Q. Good morning! Can we call you Father yet or does that come with being ordained priest?
Good morning! No. I'm still a deacon, so guys can start calling me father only after the priestly ordination.
Q. Tell us a bit about your family...
My dad works as a manager at Kenya Horticultural Exporters. Mum was a high school English teacher. She retired some years back. Our home's in Kinoo, along the road to Naivasha. I have two sisters. The elder one's currently looking for employment while the younger is finishing a masters course in Bio-technology at the University of Nairobi.
Q. After living in Kenya your entire life, what struck you most when you moved to Rome for your studies?
Well, many things struck me. I must say I was highly impressed by the efficiency in many aspects of life, but at the same time, I discovered many things that need improving, for example, the need to re-Christianize the European society. In any case, just like in Kenya, there are many good people here as well, and guys love the Pope a lot!
Q. We're informed that you are doing a PhD in theology: what field did you choose?
I chose Biblical theology.
Q. What do you find so fascinating about this field?
The fact that one gets - in a certain way - closer to the Bible, to the faith of the early Christians. This is because we're taught not only the languages in which the Bible was written, but also the cultural and religious backgrounds in which the books of the Bible appeared.
Q. And what course did you study while in university?
Computer Science, at the University of Nairobi.
Q. Any good memories from your years there?
Plenty! I made many good friends, most of whom I'm still in contact with. I also had good relations with the professors and lecturers, who were really professional and would open many fields of interest for us and spur us on to learn more through their example.
Q. Was it there that you learnt about Opus Dei?
No. I got in touch with the Work while I was still in high school, at Lenana School.
Q. Lenana School! How was that?
Well, it so happens that some university students - some of them were faithful of Opus Dei while others at that time had not yet joined - would come every Sunday afternoon to give doctrinal talks to whoever wished to receive them. I was interested, since I wished to deepen the doctrine I had received in catechism classes as a kid. So I began attending them and little by little got to learn more of the spirit and charism of Opus Dei, which is that everyone could become a saint in whichever situation he found himself or herself, as long as it was pleasing to God. The Catholic chaplain was a priest of Opus Dei, so he would also help me along the way.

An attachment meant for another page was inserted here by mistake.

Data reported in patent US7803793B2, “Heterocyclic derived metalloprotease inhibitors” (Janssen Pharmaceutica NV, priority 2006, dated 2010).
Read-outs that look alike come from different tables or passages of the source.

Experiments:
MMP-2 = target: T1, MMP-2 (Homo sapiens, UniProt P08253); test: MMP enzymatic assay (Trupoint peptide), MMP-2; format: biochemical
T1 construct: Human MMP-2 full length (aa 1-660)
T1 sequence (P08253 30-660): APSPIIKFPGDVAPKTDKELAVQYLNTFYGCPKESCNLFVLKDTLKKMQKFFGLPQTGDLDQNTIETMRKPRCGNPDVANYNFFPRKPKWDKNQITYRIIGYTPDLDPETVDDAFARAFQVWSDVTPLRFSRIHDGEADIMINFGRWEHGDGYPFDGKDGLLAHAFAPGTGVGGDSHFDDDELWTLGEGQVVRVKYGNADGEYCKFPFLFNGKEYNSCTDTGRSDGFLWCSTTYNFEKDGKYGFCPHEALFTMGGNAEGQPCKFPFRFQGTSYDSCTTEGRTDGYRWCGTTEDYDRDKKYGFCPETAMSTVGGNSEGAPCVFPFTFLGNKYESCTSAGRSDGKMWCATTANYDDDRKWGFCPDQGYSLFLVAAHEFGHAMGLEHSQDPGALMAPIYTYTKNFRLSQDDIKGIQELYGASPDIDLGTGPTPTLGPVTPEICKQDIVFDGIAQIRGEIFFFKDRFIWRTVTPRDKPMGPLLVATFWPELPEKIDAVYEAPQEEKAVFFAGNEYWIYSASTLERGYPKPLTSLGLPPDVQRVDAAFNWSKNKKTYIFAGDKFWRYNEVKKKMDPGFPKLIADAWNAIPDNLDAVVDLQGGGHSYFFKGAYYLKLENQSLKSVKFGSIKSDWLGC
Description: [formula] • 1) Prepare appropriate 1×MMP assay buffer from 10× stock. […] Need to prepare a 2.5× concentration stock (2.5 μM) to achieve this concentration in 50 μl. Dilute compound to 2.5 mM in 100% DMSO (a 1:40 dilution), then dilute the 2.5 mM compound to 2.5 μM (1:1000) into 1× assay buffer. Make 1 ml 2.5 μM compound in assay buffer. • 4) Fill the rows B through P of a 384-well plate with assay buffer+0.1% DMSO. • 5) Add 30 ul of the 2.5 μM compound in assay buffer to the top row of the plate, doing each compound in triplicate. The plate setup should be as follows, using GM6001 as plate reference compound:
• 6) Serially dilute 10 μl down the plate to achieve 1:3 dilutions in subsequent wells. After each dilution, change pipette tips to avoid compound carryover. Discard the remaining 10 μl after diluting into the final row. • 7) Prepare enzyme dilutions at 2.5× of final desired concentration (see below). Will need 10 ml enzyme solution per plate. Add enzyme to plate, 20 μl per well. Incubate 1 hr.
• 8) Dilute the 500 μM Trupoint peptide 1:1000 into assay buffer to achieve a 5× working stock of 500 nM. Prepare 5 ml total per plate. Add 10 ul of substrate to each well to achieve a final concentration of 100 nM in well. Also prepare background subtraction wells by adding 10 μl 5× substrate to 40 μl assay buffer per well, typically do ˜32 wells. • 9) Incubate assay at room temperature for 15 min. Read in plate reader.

In addition to this, some Marist Brothers also used to come to the school and give a helping hand with YCS (Young Christian Society). All these guys helped me grow spiritually and discover my vocation.
Q. And what are some of your fondest memories from Lenana?
They're countless! The many trips we'd make to different schools, the sports activities, last minute efforts to study so as not to fail exams [cheeky laugh], the time we all walked out of school at midnight because we weren't having any lessons due to the nationwide teachers' strike, and, like any teenagers, we needed something to do so we just left school and went home, the time I got suspended together with two pals of mine for tampering with some electrical stuff…
Q. When did you join Opus Dei and did you ever think you would end up being a priest?
I joined Opus Dei the year after finishing high school, before joining campus. Nope – I never thought I'd become a priest but was very open to whatever God wanted of me. At the time, like any young dude, I was thinking of finishing campus as soon as possible so as to start making as much money as I could!
Q. After you joined Opus Dei, what activities were you engaged in?
I continued doing the same things as before, only that this time, I was more conscious of the fact that they were my means to obtaining sanctity. Hence I put more effort in studying well, in helping out my folks back at home, in being a good pal to my pals. In addition, I decided to help out in some catechism classes that some other members of Opus Dei would give to students in Lenana School. I did the same for a while at Mangu as well. when I started Campus, I started helping out in giving doctrinal classes not only to my pals at the University but also to other studying at KU.
Q. How has your family taken the news that you will become a priest? Will they be travelling to Rome for your ordination?
There are currently in the seventh heaven! [big smile]. Yeah, they're already making preparations to come over.
I hope and pray that they don't meet any difficulties in that.
Q.While in Rome, have you got to meet Pope Francis? What are your impressions of him?
If by "meet" you mean "having a chat with him", well, the answer is no. But I've managed on various occasions to be quite close to him and once I managed – together with many other guys – to shake his hand. Just like any other Pope, he's really doing a good job in guiding the Church. I pray for him always and ask you guys to pray for him as well.
Q. And I suppose you have had many chances to meet your Bishop, or as he is fondly called "the Father". What can you tell us about the kind of man he is?
Yeah, I've been with him many times. He's just like any father, he is always concerned with his children in Opus Dei. He's also very prayerful and spurs us on, with his example, to continue in the daily struggle to seek holiness in the normal ordinary occupations.
Q. Any idea when you'll be returning to Kenya or tasks that you'll be assigned once you land?
No idea. I'm fully available to go wherever my bishop wishes me to carry out my priestly duties.